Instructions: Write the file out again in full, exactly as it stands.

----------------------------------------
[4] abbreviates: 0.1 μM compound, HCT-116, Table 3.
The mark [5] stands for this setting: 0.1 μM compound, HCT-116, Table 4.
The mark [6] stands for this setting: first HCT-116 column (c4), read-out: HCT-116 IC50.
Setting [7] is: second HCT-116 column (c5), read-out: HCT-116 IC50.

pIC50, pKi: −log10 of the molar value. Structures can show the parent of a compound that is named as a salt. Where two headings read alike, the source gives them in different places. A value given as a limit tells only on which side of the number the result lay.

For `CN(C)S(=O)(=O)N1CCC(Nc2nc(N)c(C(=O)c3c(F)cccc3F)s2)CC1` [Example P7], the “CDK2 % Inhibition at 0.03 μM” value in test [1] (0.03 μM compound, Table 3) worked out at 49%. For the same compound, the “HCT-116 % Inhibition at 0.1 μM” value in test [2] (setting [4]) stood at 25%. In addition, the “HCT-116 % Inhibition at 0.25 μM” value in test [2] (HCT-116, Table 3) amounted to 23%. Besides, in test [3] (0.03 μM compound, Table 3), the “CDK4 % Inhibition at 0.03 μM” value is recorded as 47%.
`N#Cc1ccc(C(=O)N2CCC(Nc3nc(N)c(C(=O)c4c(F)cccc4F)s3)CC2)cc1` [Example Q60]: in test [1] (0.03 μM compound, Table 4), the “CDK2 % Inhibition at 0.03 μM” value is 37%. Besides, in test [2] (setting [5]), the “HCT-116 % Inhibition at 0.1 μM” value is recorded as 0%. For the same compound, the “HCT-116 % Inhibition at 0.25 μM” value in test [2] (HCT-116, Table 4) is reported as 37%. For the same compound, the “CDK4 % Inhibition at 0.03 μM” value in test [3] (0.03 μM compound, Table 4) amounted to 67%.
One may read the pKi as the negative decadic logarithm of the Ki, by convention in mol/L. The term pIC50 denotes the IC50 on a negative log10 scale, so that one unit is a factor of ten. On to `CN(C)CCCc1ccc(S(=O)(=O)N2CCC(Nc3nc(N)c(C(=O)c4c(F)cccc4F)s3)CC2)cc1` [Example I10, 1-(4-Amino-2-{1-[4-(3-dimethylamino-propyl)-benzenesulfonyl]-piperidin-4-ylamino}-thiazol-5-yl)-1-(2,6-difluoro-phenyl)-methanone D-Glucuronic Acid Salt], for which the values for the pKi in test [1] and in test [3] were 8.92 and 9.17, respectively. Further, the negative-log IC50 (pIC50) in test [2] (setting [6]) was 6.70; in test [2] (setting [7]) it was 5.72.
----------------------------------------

[4] abbreviates: 0.1 μM compound, HCT-116, Table 3.
The mark [5] stands for this setting: 0.1 μM compound, HCT-116, Table 4.
The mark [6] stands for this setting: first HCT-116 column (c4), read-out: HCT-116 IC50.
Setting [7] is: second HCT-116 column (c5), read-out: HCT-116 IC50.

pIC50, pKi: −log10 of the molar value. Structures can show the parent of a compound that is named as a salt. Where two headings read alike, the source gives them in different places. A value given as a limit tells only on which side of the number the result lay.

For `CN(C)S(=O)(=O)N1CCC(Nc2nc(N)c(C(=O)c3c(F)cccc3F)s2)CC1` [Example P7], the “CDK2 % Inhibition at 0.03 μM” value in test [1] (0.03 μM compound, Table 3) worked out at 49%. For the same compound, the “HCT-116 % Inhibition at 0.1 μM” value in test [2] (setting [4]) stood at 25%. In addition, the “HCT-116 % Inhibition at 0.25 μM” value in test [2] (HCT-116, Table 3) amounted to 23%. Besides, in test [3] (0.03 μM compound, Table 3), the “CDK4 % Inhibition at 0.03 μM” value is recorded as 47%.
`N#Cc1ccc(C(=O)N2CCC(Nc3nc(N)c(C(=O)c4c(F)cccc4F)s3)CC2)cc1` [Example Q60]: in test [1] (0.03 μM compound, Table 4), the “CDK2 % Inhibition at 0.03 μM” value is 37%. Besides, in test [2] (setting [5]), the “HCT-116 % Inhibition at 0.1 μM” value is recorded as 0%. For the same compound, the “HCT-116 % Inhibition at 0.25 μM” value in test [2] (HCT-116, Table 4) is reported as 37%. For the same compound, the “CDK4 % Inhibition at 0.03 μM” value in test [3] (0.03 μM compound, Table 4) amounted to 67%.
One may read the pKi as the negative decadic logarithm of the Ki, by convention in mol/L. The term pIC50 denotes the IC50 on a negative log10 scale, so that one unit is a factor of ten. On to `CN(C)CCCc1ccc(S(=O)(=O)N2CCC(Nc3nc(N)c(C(=O)c4c(F)cccc4F)s3)CC2)cc1` [Example I10, 1-(4-Amino-2-{1-[4-(3-dimethylamino-propyl)-benzenesulfonyl]-piperidin-4-ylamino}-thiazol-5-yl)-1-(2,6-difluoro-phenyl)-methanone D-Glucuronic Acid Salt], for which the values for the pKi in test [1] and in test [3] were 8.92 and 9.17, respectively. Further, the negative-log IC50 (pIC50) in test [2] (setting [6]) was 6.70; in test [2] (setting [7]) it was 5.72.